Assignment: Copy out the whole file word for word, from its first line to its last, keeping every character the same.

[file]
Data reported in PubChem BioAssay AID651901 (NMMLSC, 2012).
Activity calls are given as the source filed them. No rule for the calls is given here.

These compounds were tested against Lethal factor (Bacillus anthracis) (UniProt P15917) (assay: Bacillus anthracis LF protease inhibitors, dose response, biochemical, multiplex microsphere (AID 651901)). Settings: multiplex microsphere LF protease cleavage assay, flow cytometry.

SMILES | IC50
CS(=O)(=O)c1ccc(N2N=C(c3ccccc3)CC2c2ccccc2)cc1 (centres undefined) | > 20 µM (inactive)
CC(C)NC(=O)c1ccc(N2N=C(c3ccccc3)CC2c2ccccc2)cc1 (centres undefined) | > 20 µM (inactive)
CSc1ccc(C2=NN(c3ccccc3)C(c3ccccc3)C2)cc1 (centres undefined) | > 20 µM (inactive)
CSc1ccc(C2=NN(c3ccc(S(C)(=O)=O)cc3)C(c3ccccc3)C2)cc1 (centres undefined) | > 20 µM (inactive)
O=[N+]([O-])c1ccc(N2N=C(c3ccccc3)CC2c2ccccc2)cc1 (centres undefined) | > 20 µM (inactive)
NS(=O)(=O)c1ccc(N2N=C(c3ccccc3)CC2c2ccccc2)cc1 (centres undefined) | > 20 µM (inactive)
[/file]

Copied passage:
Data reported in PubChem BioAssay AID651901 (NMMLSC, 2012).
Activity calls are given as the source filed them. No rule for the calls is given here.

These compounds were tested against Lethal factor (Bacillus anthracis) (UniProt P15917) (assay: Bacillus anthracis LF protease inhibitors, dose response, biochemical, multiplex microsphere (AID 651901)). Settings: multiplex microsphere LF protease cleavage assay, flow cytometry.

SMILES | IC50
CS(=O)(=O)c1ccc(N2N=C(c3ccccc3)CC2c2ccccc2)cc1 (centres undefined) | > 20 µM (inactive)
CC(C)NC(=O)c1ccc(N2N=C(c3ccccc3)CC2c2ccccc2)cc1 (centres undefined) | > 20 µM (inactive)
CSc1ccc(C2=NN(c3ccccc3)C(c3ccccc3)C2)cc1 (centres undefined) | > 20 µM (inactive)
CSc1ccc(C2=NN(c3ccc(S(C)(=O)=O)cc3)C(c3ccccc3)C2)cc1 (centres undefined) | > 20 µM (inactive)
O=[N+]([O-])c1ccc(N2N=C(c3ccccc3)CC2c2ccccc2)cc1 (centres undefined) | > 20 µM (inactive)
NS(=O)(=O)c1ccc(N2N=C(c3ccccc3)CC2c2ccccc2)cc1 (centres undefined) | > 20 µM (inactive)